- No OfferNo Offer
The recruitment team was keen on just filling the position unless finding a suitable candidate for the position. The client interview was just normal one with basic QA questions and interest to explore new tools.
- The client had a position who can drive the QA team Answer Question
- No OfferNeutral ExperienceAverage InterviewNo OfferNeutral ExperienceAverage Interview
The process took 5 days – interviewed at CAT Technology in April 2010.
I went through a series of several telephone interviews with an consulting
firm based in NY. My main
interest in this firm was the opportunity to leverage my computing and
analysis background which I
have developed in the course of receiving a Phd in experimental particle
physics so as to apply it in a
more lucrative fashion.
The principle concerns which I ran into through the interview process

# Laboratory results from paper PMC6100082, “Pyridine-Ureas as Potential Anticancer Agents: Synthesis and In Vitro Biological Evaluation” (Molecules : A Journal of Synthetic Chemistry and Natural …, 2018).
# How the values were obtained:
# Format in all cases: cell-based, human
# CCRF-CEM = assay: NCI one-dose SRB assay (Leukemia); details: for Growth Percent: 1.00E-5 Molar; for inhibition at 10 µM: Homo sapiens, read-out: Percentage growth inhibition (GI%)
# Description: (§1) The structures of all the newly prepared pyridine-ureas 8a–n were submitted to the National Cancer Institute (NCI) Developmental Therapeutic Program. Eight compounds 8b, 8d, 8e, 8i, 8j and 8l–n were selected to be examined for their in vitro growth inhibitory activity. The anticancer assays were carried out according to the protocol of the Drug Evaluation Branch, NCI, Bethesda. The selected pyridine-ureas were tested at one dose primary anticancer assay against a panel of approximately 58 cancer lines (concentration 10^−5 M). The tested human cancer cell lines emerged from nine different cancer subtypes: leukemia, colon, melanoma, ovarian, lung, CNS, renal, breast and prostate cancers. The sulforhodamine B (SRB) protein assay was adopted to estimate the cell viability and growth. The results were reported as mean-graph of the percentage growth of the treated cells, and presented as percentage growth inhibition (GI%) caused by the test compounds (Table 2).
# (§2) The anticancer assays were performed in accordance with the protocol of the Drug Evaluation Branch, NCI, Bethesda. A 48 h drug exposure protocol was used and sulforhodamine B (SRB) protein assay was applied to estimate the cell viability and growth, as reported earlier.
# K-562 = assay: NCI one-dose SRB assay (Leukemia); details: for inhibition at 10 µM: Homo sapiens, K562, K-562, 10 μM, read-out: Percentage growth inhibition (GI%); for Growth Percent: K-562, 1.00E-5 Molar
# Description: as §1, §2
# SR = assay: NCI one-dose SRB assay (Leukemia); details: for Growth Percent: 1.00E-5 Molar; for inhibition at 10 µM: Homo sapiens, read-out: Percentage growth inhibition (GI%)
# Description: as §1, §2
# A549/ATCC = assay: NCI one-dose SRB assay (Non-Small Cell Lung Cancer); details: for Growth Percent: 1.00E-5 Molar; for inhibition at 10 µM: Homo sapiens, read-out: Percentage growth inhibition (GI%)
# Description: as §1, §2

involved the issue of whether I
could adapt from the slower, more laborious pace of academic research to the
fast paced, results
oriented world of consulting. I was able to convince the recruiter that I
would be able to make a
contribution to the firm and that my "big science" background would be an
asset to the firm due to my
experience with large collaborations and hard deadlines which HEP requires.
Ultimately I received an offer from the firm in question, but turned it down
because I felt that their
starting salary offer was more appropriate to someone recently out of school
than to a Phd (who
admittedly has only recently graduated). I now feel that this was a mistake.
I've been involved with a
few hi-tech head hunters since this offer was made and have turned my head
around somewhat. My
impression now is that one cant count on the advanced degree to effect one's
starting level with a
new firm. Industry treats recent graduates the same independent of their
academic experience. On the
other hand, one can hope to leverage the experience (as opposed to the title)
to rapidly rise toward
more attractive financial heights.
- What is your favourite DB Answer Question